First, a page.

There are thousands, if not millions, of articles on the web explaining the importance of credit scores. Lenders use them. Insurance agencies use them. Even employers are beginning to view them. My question to these authors is – if credit scores are important – then why does my near-perfect score appear to be meaningless?
A few weeks ago I called my bank in an effort to increase my current Credit Card limit. When the rewards programs on debit cards were restricted, I made the move to spend entirely on credit. When I first applied for the card, I was granted an embarrassing $500 limit. How can I spend entirely on credit with a limit of $500? I suppose I can pay it off weekly but that seems like a hassle to me.
I have other credit cards I occasionally use; however, none of which have the rewards my bank is offering. I also like the ability to redeem rewards points directly into my savings account. The savings redemption seems to be more beneficial than redeeming for the usual gift cards or airline miles.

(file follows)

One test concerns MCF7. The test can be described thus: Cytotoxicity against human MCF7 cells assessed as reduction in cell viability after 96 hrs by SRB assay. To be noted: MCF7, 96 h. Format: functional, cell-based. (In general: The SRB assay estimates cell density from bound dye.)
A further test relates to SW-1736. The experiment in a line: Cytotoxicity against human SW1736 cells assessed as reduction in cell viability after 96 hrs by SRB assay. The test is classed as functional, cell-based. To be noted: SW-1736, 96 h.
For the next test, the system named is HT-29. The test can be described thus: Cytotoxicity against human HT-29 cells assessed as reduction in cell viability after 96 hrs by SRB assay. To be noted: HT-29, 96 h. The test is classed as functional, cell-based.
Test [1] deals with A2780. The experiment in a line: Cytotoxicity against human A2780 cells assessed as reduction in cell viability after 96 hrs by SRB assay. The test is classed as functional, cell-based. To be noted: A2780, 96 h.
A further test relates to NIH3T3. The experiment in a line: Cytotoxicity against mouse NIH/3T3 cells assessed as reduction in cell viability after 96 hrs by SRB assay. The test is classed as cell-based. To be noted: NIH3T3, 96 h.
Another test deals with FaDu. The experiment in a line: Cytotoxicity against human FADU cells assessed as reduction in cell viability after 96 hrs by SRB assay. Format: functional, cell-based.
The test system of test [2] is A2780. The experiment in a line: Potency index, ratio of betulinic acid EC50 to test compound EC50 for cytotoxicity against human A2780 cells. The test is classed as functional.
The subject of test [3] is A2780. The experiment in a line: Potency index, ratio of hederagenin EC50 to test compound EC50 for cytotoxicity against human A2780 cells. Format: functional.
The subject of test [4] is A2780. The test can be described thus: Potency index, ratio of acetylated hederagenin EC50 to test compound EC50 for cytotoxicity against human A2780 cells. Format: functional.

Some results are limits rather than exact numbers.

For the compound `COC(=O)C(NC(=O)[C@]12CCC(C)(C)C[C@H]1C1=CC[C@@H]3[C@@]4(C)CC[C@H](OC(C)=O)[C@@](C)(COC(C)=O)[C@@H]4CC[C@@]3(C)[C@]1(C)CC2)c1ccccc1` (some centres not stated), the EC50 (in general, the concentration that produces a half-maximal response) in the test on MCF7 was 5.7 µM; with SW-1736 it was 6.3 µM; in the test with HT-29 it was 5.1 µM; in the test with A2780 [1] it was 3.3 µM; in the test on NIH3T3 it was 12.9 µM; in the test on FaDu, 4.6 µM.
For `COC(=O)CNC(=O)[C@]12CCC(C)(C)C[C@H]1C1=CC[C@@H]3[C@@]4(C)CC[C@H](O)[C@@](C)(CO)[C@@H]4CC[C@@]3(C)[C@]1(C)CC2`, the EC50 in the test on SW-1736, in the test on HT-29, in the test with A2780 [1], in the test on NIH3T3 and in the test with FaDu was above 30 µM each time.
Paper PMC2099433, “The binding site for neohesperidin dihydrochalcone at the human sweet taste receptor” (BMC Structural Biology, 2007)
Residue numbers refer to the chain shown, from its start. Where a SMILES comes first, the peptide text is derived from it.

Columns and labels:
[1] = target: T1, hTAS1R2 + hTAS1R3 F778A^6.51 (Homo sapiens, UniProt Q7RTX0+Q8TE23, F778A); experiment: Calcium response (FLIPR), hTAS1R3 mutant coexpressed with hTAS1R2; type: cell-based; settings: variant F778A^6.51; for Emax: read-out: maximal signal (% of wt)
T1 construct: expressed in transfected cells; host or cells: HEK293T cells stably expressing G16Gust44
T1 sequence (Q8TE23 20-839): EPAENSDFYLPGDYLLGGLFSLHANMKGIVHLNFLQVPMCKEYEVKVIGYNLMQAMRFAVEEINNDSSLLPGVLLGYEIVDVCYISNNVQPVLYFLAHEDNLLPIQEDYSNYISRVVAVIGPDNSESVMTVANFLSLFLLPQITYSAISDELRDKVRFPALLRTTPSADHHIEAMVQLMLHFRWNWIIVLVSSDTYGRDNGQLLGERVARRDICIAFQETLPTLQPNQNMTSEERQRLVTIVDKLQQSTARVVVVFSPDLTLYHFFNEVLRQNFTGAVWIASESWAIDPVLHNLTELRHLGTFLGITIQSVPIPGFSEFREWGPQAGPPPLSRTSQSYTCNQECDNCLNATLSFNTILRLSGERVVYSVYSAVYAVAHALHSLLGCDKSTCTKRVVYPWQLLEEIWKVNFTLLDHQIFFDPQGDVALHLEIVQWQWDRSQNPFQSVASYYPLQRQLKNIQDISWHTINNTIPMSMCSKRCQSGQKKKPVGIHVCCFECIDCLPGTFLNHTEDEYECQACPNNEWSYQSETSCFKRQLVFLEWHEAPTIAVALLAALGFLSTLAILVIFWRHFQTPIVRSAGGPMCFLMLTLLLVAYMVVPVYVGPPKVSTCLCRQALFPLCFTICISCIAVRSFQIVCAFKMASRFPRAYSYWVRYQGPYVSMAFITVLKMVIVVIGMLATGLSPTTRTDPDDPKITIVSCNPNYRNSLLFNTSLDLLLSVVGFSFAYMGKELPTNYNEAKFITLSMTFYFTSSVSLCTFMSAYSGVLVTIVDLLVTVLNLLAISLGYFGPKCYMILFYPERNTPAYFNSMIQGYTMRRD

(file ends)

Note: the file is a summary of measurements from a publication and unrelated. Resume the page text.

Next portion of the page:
There may be better programs out there – actually I’m sure there are – but I don’t have them in my wallet. Right now I’m sporting 4 credit cards, ranging in availability from $500-10,000.
I just received a letter from my bank regarding my credit line increase request.
They, like 90% of attractive girls at my middle school dance, turned me down.
We were unable to approve the full line amount you requested for the following reasons:
Credit References/Bureau Are Insufficient
Sufficient Credit Extended
Number of Credit Inquiries
We obtained your credit score from this consumer reporting agency and used it in making our credit decision. Your credit score is a number that reflects the information in your credit report. Your credit score can range from a low of 300 to a high of 850.
Your Credit Score: 802
My income is sufficient and my credit score is considered excellent so why, oh why would I be limited to a $500 limit?